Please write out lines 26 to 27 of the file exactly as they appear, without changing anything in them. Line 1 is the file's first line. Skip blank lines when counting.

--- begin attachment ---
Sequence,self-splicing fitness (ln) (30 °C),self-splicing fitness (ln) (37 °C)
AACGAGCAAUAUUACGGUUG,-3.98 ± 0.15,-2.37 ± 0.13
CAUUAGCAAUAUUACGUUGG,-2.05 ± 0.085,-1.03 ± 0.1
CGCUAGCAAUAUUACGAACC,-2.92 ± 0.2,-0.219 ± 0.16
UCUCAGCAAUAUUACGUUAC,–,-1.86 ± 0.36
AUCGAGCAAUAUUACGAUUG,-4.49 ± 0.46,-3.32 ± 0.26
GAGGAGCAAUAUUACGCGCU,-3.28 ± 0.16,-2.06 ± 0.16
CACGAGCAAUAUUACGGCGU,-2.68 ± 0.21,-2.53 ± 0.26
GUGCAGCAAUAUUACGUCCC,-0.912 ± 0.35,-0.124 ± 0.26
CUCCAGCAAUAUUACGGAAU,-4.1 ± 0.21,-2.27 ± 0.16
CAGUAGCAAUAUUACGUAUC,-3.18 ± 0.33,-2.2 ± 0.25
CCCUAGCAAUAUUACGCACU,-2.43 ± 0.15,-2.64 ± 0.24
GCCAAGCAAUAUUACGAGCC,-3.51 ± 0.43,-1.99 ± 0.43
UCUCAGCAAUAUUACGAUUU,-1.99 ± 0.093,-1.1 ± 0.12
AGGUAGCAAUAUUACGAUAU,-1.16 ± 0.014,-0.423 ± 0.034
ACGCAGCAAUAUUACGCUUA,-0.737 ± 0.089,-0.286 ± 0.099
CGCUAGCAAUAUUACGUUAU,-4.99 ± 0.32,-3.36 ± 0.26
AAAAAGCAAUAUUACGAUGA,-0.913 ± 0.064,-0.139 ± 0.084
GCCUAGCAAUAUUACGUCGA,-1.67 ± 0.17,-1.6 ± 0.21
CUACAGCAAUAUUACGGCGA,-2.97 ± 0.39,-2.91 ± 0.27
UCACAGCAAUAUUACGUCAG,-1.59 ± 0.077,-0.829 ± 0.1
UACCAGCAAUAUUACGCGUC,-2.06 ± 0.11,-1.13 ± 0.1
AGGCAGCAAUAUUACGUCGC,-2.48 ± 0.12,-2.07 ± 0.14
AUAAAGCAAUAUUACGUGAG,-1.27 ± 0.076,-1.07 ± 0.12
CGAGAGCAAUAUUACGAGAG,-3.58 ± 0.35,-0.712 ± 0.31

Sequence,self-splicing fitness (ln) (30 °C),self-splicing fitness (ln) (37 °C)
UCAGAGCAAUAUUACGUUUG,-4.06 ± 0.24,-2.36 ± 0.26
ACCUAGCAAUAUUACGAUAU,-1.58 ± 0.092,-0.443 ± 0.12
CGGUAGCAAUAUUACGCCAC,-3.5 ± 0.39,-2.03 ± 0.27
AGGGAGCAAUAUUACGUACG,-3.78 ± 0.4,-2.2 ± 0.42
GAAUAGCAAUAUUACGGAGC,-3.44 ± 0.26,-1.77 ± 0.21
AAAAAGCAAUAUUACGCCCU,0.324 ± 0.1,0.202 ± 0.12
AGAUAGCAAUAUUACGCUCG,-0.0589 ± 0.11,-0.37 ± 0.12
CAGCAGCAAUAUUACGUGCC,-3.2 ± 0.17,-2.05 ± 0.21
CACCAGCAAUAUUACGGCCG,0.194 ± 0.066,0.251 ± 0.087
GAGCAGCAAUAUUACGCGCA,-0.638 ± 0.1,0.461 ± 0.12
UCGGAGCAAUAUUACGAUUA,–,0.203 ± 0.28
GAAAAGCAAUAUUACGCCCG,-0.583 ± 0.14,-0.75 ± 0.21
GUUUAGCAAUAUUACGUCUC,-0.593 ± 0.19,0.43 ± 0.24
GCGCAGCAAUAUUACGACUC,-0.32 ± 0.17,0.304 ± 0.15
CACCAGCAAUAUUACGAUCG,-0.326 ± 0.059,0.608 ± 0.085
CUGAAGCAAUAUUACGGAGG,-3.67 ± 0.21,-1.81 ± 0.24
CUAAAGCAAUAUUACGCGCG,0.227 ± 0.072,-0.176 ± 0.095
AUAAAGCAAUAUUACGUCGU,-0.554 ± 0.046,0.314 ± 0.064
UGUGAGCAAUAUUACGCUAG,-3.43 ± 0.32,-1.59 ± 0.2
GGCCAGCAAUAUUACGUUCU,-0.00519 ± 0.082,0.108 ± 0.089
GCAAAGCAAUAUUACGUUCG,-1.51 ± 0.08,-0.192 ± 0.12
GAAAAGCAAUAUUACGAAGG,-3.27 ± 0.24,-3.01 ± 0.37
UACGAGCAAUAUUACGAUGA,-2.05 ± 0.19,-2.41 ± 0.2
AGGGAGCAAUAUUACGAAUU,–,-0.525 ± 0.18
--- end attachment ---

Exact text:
Sequence,self-splicing fitness (ln) (30 °C),self-splicing fitness (ln) (37 °C)
UCAGAGCAAUAUUACGUUUG,-4.06 ± 0.24,-2.36 ± 0.26